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Black Light For Melasma Treatment

Black Light For Melasma Treatment

26 July

Melasma is a common skin condition that causes patches of discoloration, typically on the cheeks, chin, forehead and nose, as well as on areas of the body often exposed to sunlight. While it is often visible to the naked eye, the problem can also manifest beneath the skin’s surface, remaining invisible until it becomes a more prominent issue.

Early detection plays a key role in improving melasma treatment, and researchers believe they now have the key: black light. While some believed that black light could help dermatologists diagnose melasma depth, researchers at Boston Medical Center (BMC) and Boston University School of Medicine (BUSM) have discovered that this technology may help diagnose melasma that is otherwise invisible to the naked eye.

In this study, researchers quantitatively measured amounts of melasma detected using natural light and using black light, then compared the two. They discovered that black light did, in fact, detect melasma that was invisible in natural light. Researchers believe that this may be a valuable tool in detecting the skin condition early, treating melasma before it worsens and becomes a visible problem.

Black light highlights changes in the color or fluorescence of the skin, making otherwise invisible dark patches visible under the light. In patients without visible melasma, the black light in the study showed when the dark pigmentation was present within the skin, and likely to worsen and become visible without treatment.

According to researchers, early detection is critical as it allows patients to receive treatment before their condition worsens. Patients who are unaware of their condition may continue to expose themselves to ultraviolet radiation, worsening the damage. Early awareness of the condition can help dermatologists recommend treatments to reduce the dark pigmentation before it becomes visible, making black light a valuable tool in this industry.

Melasma can cause brown to gray-brown patches to appear on the cheeks, forehead, nose, and chin, but it can also occur on other areas of the body exposed to the sun. It is much more common in women than men, at a ratio of about nine to one, and often occurs in pregnant women, called chloasma or "the mask of pregnancy" in these cases. The condition is not medically harmful but the resulting uneven skin tone can make patients feel self-conscious about their appearance.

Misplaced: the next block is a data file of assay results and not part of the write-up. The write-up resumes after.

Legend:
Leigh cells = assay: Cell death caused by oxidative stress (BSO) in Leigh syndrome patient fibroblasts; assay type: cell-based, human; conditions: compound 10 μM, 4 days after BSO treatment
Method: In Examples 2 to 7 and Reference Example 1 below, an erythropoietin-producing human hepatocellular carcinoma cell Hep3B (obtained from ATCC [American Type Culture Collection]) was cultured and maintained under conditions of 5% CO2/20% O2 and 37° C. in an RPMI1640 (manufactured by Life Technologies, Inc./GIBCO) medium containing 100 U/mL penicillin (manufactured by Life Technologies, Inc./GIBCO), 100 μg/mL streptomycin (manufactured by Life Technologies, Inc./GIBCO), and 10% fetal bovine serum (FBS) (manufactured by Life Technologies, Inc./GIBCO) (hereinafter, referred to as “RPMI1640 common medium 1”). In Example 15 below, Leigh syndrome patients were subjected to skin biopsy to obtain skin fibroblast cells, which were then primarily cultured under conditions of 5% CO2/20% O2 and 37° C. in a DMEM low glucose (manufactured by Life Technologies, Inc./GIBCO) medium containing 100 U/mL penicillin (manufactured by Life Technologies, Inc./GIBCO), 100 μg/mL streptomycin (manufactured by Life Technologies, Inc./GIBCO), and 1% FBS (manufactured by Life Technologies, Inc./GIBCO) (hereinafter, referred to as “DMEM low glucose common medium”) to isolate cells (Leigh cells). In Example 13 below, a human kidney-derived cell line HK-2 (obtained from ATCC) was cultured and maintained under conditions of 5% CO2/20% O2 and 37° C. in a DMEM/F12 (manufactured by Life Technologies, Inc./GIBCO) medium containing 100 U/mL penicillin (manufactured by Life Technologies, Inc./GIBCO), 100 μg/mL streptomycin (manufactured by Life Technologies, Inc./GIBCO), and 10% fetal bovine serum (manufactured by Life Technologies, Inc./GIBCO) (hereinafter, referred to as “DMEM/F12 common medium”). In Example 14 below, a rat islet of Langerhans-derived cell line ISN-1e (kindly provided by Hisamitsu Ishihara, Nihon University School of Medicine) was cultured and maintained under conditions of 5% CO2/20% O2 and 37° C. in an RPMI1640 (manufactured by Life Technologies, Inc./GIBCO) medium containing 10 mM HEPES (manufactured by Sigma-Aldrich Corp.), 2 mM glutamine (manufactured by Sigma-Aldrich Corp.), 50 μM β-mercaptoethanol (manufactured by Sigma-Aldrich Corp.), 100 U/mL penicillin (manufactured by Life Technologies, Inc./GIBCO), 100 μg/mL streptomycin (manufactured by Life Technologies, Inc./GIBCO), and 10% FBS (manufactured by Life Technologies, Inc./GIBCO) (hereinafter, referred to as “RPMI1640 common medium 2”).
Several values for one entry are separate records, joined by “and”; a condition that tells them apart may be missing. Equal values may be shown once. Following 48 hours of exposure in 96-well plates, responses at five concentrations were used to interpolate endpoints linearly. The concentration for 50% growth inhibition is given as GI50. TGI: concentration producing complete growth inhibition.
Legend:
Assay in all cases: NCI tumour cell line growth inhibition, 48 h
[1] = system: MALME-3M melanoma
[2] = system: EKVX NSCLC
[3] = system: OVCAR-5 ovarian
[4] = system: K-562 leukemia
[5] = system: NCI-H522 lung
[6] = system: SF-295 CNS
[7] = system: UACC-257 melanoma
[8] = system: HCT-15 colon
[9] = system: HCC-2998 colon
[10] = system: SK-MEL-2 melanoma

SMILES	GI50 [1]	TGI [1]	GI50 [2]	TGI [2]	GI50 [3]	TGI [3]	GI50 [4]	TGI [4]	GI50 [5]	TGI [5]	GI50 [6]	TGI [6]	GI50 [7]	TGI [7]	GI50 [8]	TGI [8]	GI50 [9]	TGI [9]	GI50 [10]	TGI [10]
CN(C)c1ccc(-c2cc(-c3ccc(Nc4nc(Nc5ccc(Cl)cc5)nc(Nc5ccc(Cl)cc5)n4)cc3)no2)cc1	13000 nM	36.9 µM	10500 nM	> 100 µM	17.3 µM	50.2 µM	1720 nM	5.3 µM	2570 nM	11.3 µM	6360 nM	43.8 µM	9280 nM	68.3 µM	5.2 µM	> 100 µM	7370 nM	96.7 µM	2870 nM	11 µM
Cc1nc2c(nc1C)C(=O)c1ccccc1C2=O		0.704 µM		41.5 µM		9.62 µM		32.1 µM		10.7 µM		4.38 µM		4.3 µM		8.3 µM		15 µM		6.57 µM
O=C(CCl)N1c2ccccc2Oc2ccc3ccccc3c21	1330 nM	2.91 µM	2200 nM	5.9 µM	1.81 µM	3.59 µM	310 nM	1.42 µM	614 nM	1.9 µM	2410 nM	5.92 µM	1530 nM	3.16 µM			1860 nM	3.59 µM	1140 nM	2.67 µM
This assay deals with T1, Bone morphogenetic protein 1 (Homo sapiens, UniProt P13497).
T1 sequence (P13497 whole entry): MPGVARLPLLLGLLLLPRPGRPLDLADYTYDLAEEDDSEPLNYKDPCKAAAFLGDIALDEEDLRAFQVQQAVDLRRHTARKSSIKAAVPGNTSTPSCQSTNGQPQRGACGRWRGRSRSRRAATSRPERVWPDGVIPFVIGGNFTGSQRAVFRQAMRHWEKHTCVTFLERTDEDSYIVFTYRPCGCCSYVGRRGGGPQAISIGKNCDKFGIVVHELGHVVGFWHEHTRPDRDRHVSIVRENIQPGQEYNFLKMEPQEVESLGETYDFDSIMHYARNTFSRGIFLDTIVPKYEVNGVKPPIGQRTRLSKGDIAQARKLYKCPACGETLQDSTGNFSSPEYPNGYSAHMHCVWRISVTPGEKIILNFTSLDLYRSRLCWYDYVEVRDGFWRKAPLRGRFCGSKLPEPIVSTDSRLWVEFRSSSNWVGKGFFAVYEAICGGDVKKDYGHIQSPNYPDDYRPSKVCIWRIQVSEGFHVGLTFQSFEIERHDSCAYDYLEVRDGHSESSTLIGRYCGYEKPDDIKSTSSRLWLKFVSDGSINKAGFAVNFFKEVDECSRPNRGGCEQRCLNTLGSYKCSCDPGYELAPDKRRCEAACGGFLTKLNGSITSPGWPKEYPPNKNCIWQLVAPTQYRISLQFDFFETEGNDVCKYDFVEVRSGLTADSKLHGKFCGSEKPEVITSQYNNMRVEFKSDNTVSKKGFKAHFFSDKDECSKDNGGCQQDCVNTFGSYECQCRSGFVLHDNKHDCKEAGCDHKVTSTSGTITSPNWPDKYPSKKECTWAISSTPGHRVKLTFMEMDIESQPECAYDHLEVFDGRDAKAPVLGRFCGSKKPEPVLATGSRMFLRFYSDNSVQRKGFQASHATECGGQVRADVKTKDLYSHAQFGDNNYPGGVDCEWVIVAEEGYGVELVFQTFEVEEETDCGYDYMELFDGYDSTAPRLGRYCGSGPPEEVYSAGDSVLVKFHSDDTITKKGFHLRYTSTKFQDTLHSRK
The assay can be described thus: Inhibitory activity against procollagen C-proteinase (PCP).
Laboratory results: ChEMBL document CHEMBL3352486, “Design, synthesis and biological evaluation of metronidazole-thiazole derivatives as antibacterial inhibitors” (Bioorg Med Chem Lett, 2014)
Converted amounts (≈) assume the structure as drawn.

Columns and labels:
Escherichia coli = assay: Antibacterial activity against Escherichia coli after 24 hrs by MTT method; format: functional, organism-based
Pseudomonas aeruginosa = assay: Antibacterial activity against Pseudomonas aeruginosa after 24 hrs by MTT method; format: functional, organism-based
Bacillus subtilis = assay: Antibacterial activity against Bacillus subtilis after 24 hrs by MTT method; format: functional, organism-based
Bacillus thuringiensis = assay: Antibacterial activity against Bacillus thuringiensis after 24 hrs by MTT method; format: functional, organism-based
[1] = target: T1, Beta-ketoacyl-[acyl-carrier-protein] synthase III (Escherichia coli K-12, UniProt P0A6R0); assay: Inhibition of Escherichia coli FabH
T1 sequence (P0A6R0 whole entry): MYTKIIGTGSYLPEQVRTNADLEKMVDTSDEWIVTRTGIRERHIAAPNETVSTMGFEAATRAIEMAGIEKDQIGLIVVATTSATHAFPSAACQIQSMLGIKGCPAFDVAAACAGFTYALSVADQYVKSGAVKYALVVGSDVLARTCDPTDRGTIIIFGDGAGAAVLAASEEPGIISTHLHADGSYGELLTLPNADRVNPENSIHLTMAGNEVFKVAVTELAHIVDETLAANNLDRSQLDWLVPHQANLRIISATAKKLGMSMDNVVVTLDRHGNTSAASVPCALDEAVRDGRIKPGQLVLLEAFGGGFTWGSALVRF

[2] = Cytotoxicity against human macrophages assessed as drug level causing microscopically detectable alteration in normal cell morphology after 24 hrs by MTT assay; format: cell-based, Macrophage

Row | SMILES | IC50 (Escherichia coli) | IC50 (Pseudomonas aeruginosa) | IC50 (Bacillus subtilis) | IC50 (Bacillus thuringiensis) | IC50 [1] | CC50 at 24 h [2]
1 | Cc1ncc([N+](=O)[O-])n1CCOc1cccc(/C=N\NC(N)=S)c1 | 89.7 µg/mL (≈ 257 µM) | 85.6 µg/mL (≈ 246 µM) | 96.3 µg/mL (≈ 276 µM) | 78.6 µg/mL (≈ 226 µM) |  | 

Although the causes of melasma are not completely clear, estrogen and progesterone levels can affect the condition, with contraceptive pills, hormone therapy, and pregnancy all being potential triggers. Those with dark skin are more prone to melasma than those with fair skin, and stress and thyroid disease may also be triggers. Exposure to ultraviolet (UV) radiation can cause melasma to appear as it affects melanocytes, triggering excess pigment production.

While melasma will occasionally disappear on its own, especially if it was triggered by pregnancy or birth control pills, treatment is often necessary. Doctors recommend consistent sun protection, including sunscreen that is SPF 30 or higher, wide-brimmed hats and protective clothing, as well as minimizing sun exposure, which reduces the chance that UV radiation will trigger hyperpigmentation.

Beyond this, doctors may also recommend brightening skin creams with ingredients such as hydroquinone or arbutin. Topical steroids may also help lighten skin, and treatments like microdermabrasion or chemical peels can exfoliate damaged skin cells to reveal lighter and brighter skin.

Early detection allows dermatologists to recommend treatments earlier, and advise them that time in the sun can cause discolored patches to appear. Doctors can recommend black light examinations to those with a known family history of or genetic predisposition to melasma and pregnant women, ensuring those at risk find out early if the condition is indeed developing.

Disclaimer: The contents of this article are for informational purposes only and must not be considered as medical advice. We, do not agree, endorse, or approve opinions expressed by authors of our medical community. Articles are not reviewed for accuracy by You should always consult your doctor when seeking medical advice.

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